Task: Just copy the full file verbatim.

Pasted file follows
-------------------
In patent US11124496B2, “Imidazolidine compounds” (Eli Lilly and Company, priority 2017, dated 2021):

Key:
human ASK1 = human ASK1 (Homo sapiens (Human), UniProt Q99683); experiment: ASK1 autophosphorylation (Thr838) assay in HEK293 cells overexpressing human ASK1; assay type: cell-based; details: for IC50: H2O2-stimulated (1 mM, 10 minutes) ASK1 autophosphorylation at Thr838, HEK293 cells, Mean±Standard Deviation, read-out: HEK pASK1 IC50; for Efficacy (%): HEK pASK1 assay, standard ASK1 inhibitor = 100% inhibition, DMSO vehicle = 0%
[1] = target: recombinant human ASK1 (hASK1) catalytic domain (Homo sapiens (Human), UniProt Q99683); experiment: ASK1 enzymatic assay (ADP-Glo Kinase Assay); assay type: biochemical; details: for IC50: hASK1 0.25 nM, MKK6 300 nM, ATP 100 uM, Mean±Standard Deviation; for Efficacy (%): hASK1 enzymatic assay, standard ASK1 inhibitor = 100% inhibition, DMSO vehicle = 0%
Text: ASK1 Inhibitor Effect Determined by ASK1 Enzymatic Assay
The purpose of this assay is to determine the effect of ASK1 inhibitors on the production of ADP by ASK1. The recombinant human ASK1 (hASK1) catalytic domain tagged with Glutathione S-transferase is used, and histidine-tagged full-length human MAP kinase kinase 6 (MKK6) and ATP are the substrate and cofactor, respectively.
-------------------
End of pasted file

In patent US11124496B2, “Imidazolidine compounds” (Eli Lilly and Company, priority 2017, dated 2021):

Key:
human ASK1 = human ASK1 (Homo sapiens (Human), UniProt Q99683); experiment: ASK1 autophosphorylation (Thr838) assay in HEK293 cells overexpressing human ASK1; assay type: cell-based; details: for IC50: H2O2-stimulated (1 mM, 10 minutes) ASK1 autophosphorylation at Thr838, HEK293 cells, Mean±Standard Deviation, read-out: HEK pASK1 IC50; for Efficacy (%): HEK pASK1 assay, standard ASK1 inhibitor = 100% inhibition, DMSO vehicle = 0%
[1] = target: recombinant human ASK1 (hASK1) catalytic domain (Homo sapiens (Human), UniProt Q99683); experiment: ASK1 enzymatic assay (ADP-Glo Kinase Assay); assay type: biochemical; details: for IC50: hASK1 0.25 nM, MKK6 300 nM, ATP 100 uM, Mean±Standard Deviation; for Efficacy (%): hASK1 enzymatic assay, standard ASK1 inhibitor = 100% inhibition, DMSO vehicle = 0%
Text: ASK1 Inhibitor Effect Determined by ASK1 Enzymatic Assay
The purpose of this assay is to determine the effect of ASK1 inhibitors on the production of ADP by ASK1. The recombinant human ASK1 (hASK1) catalytic domain tagged with Glutathione S-transferase is used, and histidine-tagged full-length human MAP kinase kinase 6 (MKK6) and ATP are the substrate and cofactor, respectively.